Showing results for: Health and nutrition policy
In this piece in The Conversation, Tim Lang (Professor of Food Policy at City, University of London) argues that the coronavirus (COVID-19) crisis exposes the fragility of the UK’s food supply chain, with limited storage, a just-in-time supply model, and nearly half of the UK’s food being imported. Lang calls for a food rationing system to be introduced to ensure everyone has access to food (read Lang’s letter to the UK Prime Minister here).
This policy update from the UK Government’s Department for Environment, Food & Rural Affairs sets out a timeline for planned agricultural policy changes for England over the next few years. Policies are likely to be shaped by the recommendations of the National Food Strategy review, to be released in winter 2020. This policy update discusses measures for protecting food security as the UK adjusts to leaving the European Union, and sets out the proposed Environmental Land Management scheme to replace the EU’s Common Agricultural Policy.
This report assesses the impact of the UK non-profit Veg Power’s “Eat them to defeat them” advertising campaign, which aimed to persuade children to eat more vegetables. Children who had seen the advertising campaign were more likely to agree with statements such as “Eating vegetables is fun”, “I like vegetables” and “Vegetables can be really tasty” than those who did not see the adverts. An estimated 650,000 children ate more vegetables as a result of the campaign.
This report, by the global NGO World Economic Forum and the management consultancy McKinsey & Company, sets out four pathways by which food systems stakeholders can be encouraged to bring about a transformation in food production, supply chains and diets.
This book explores how the design of new food products can contribute to healthy diets and discusses the role of the food industry and government in shaping health policies.
This report from UK food waste charity Feedback examines the impacts of UK sugar production. It finds that the area of farmland used to produce sugar beet in the UK - 110,000 hectares - is similar to the area devoted to UK vegetable production. The report argues that sugar beet harvesting is damaging to the soil.
The Lancet and the World Health Organisation have produced a series on the double burden of malnutrition and how it affects low- and middle-income countries. The double burden of malnutrition refers to the simultaneous presence of overnutrition (e.g. overweight and obesity) and undernutrition (e.g. stunting and wasting) in a country, city, community or person.
This book sets out the importance of assessing food security policies, such as to address failures of past food policies, and gives practical guidance on how to use evidence to analyse policies.
This report from UK NGO Sustain is a guide for both local and national policymakers. It argues that controlling hot food takeaway outlets (e.g. fish and chip shops, kebab shops, burger bars) through planning laws, e.g. by limiting the number of outlets near schools, can help to promote public health.
This op-ed by FCRN member Mia MacDonald and Judy Bankman, both of US think tank Brighter Green, argues that affordable, accessible, sustainable and healthy diets for everyone can only be achieved with the commitment of everyone, including policymakers, industry influencers, city planners, local business owners and consumers.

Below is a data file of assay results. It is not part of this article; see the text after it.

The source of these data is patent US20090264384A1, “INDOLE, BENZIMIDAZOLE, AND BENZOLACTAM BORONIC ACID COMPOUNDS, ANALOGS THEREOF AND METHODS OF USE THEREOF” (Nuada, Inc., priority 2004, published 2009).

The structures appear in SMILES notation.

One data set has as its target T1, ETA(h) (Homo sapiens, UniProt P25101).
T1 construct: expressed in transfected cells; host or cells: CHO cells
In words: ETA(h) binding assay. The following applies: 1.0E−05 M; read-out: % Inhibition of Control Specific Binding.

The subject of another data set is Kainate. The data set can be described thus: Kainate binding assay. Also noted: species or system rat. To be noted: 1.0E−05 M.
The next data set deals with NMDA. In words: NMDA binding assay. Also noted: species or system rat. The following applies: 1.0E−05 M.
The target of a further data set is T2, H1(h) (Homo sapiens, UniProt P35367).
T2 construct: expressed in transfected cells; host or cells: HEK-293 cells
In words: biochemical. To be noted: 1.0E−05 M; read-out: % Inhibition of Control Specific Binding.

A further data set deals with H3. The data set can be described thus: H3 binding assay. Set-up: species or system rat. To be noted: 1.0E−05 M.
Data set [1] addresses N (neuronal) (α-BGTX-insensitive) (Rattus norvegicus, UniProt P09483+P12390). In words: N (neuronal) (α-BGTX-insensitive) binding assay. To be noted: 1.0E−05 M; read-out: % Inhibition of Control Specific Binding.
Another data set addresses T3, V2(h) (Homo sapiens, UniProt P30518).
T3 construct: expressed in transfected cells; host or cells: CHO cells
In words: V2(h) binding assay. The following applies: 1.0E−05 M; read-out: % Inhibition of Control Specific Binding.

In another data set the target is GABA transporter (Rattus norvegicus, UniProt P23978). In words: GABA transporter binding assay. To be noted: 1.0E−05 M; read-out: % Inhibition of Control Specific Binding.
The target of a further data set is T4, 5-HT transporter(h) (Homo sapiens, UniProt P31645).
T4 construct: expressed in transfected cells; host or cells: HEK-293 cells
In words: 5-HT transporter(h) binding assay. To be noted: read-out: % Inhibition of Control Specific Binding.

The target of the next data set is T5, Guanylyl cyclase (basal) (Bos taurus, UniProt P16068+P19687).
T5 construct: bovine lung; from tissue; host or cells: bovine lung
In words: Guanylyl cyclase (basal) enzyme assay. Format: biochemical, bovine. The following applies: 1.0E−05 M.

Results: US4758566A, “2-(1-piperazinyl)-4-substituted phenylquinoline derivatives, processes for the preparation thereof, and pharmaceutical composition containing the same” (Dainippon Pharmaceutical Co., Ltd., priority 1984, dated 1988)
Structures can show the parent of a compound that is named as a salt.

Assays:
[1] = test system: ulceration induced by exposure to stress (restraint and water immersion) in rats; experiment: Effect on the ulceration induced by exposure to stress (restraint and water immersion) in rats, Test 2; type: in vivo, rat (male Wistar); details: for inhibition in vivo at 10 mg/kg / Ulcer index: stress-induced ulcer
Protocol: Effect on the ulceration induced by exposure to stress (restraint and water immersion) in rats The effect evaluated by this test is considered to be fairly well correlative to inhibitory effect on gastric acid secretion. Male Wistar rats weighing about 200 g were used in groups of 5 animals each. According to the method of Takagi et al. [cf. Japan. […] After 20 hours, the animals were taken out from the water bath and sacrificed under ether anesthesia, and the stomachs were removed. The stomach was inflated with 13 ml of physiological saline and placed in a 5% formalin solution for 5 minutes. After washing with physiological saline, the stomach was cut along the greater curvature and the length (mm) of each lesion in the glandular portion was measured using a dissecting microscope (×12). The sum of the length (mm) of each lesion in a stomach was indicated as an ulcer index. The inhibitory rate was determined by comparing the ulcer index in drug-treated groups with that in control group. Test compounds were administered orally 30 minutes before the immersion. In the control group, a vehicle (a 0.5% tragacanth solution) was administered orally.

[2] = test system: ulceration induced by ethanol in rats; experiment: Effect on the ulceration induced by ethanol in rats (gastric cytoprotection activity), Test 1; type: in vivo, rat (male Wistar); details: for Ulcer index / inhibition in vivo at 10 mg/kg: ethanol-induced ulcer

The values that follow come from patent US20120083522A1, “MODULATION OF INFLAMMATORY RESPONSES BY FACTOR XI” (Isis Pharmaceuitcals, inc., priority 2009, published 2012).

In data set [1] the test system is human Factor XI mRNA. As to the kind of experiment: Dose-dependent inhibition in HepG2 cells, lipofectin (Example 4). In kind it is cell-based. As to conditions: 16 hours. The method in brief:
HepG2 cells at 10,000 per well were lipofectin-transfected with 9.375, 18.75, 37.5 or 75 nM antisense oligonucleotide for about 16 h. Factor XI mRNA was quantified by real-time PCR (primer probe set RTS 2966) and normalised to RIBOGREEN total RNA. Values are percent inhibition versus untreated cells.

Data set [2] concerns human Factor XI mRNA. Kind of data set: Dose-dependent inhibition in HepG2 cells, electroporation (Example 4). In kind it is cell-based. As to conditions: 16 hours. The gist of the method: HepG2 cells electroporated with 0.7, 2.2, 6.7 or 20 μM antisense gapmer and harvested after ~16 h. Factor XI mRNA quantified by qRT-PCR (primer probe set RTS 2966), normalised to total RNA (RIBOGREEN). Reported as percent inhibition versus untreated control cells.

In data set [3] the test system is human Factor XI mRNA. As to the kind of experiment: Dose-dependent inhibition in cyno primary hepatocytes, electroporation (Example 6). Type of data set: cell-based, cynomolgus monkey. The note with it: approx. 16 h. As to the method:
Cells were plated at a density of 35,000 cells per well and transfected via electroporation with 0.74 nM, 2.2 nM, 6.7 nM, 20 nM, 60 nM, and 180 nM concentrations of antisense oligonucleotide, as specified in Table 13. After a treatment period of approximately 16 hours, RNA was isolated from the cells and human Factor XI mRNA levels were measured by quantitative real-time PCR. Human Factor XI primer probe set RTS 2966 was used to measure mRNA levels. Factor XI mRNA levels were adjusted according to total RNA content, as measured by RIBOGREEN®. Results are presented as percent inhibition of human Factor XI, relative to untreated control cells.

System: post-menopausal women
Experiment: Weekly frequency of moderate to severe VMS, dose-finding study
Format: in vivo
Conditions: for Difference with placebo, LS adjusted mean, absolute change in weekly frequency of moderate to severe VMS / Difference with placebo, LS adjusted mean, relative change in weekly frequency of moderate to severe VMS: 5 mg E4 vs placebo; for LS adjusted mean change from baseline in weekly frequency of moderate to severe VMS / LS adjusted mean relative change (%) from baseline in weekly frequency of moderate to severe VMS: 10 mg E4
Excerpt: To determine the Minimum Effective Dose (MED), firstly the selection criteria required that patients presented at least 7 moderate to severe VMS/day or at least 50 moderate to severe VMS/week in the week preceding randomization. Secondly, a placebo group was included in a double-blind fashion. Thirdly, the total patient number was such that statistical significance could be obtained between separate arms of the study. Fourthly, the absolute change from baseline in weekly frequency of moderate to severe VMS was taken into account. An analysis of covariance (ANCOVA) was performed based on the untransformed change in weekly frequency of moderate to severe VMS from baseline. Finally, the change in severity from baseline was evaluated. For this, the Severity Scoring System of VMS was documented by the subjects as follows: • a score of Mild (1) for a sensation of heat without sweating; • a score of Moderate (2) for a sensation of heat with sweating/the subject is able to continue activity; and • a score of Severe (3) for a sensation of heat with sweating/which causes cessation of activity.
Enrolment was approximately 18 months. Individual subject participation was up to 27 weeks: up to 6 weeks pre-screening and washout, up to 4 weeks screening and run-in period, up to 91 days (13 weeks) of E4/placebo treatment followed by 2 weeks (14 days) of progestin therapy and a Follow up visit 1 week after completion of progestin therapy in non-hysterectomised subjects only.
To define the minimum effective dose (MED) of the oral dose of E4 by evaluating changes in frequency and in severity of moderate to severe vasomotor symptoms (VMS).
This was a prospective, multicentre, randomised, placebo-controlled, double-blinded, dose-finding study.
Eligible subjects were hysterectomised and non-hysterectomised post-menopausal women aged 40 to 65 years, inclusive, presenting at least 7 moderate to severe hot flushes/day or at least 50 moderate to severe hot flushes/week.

The Food and Agriculture Organisation of the United Nations (FAO) and the World Health Organisation (WHO) have published this set of guiding principles for sustainable healthy diets, aimed at policymakers.
Taylor & Francis have launched Sustainable Development Goals Online (SDGO), a curated library to support the United Nations' call to action to end poverty, fight inequality and injustice, and protect the planet. This interdisciplinary collection of digital content includes more than 12,000 selected articles and chapters, including the Zero Hunger collection with nearly 1000 items relating to SDG 2 to end hunger, achieve food security and improved nutrition, and promote sustainable agriculture.
This report from the UK Food Ethics Council details the verdict reached by the “jury” in the event “Food Policy on Trial: In the dock – plain packaging on junk food & drink”. The jury (consisting of four volunteer members of the Food Ethics Council) concluded that much stronger regulation is required on food and drink packaging, for example banning the use of cartoon figures to market unhealthy foods to children, but also thought that introducing plain packaging on certain foods and drinks should be kept as a potential future intervention rather than introduced immediately.
This report by the Centre for Food Policy at City, University of London sets out how a “Food in All Policies” approach to food systems challenges can meet goals not only relating to food but also relating to education, social inclusion, livelihoods and fair economic development.
This opinion piece in The Hill by Stephanie Feldstein, population and sustainability director at the Centre for Biological Diversity, argues that the US Dietary Guidelines Advisory Committee (which is reviewing the guidelines for their 2020-2025 edition) is strongly influenced by the food industry and that the committee will not be allowed to conduct a full review of the evidence on questions such as food sustainability.